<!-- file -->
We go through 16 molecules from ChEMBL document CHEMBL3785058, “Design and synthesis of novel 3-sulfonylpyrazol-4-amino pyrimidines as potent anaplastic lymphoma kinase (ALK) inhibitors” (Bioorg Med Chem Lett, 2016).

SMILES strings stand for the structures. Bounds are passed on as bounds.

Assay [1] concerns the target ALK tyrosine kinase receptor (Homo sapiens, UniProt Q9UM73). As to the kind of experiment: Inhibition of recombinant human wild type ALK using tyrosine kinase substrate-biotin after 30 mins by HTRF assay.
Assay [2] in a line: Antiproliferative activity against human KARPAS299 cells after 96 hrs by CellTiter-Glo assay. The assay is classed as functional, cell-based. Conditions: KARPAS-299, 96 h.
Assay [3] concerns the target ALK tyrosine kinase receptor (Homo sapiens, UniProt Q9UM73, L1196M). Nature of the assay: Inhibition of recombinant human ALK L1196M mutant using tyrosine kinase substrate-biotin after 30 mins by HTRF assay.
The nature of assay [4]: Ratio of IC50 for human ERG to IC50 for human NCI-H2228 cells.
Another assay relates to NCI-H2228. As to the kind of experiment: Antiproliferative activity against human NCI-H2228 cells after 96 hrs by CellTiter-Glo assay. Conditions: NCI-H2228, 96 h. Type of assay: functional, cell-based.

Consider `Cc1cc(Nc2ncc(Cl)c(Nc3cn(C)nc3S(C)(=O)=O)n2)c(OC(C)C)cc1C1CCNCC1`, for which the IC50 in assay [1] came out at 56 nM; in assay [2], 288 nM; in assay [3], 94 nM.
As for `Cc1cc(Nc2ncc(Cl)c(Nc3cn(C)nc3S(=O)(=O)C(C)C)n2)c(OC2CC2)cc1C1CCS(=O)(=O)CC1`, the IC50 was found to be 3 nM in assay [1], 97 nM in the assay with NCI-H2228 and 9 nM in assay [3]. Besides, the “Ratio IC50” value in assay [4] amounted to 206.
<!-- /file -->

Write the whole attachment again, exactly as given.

We go through 16 molecules from ChEMBL document CHEMBL3785058, “Design and synthesis of novel 3-sulfonylpyrazol-4-amino pyrimidines as potent anaplastic lymphoma kinase (ALK) inhibitors” (Bioorg Med Chem Lett, 2016).

SMILES strings stand for the structures. Bounds are passed on as bounds.

Assay [1] concerns the target ALK tyrosine kinase receptor (Homo sapiens, UniProt Q9UM73). As to the kind of experiment: Inhibition of recombinant human wild type ALK using tyrosine kinase substrate-biotin after 30 mins by HTRF assay.
Assay [2] in a line: Antiproliferative activity against human KARPAS299 cells after 96 hrs by CellTiter-Glo assay. The assay is classed as functional, cell-based. Conditions: KARPAS-299, 96 h.
Assay [3] concerns the target ALK tyrosine kinase receptor (Homo sapiens, UniProt Q9UM73, L1196M). Nature of the assay: Inhibition of recombinant human ALK L1196M mutant using tyrosine kinase substrate-biotin after 30 mins by HTRF assay.
The nature of assay [4]: Ratio of IC50 for human ERG to IC50 for human NCI-H2228 cells.
Another assay relates to NCI-H2228. As to the kind of experiment: Antiproliferative activity against human NCI-H2228 cells after 96 hrs by CellTiter-Glo assay. Conditions: NCI-H2228, 96 h. Type of assay: functional, cell-based.

Consider `Cc1cc(Nc2ncc(Cl)c(Nc3cn(C)nc3S(C)(=O)=O)n2)c(OC(C)C)cc1C1CCNCC1`, for which the IC50 in assay [1] came out at 56 nM; in assay [2], 288 nM; in assay [3], 94 nM.
As for `Cc1cc(Nc2ncc(Cl)c(Nc3cn(C)nc3S(=O)(=O)C(C)C)n2)c(OC2CC2)cc1C1CCS(=O)(=O)CC1`, the IC50 was found to be 3 nM in assay [1], 97 nM in the assay with NCI-H2228 and 9 nM in assay [3]. Besides, the “Ratio IC50” value in assay [4] amounted to 206.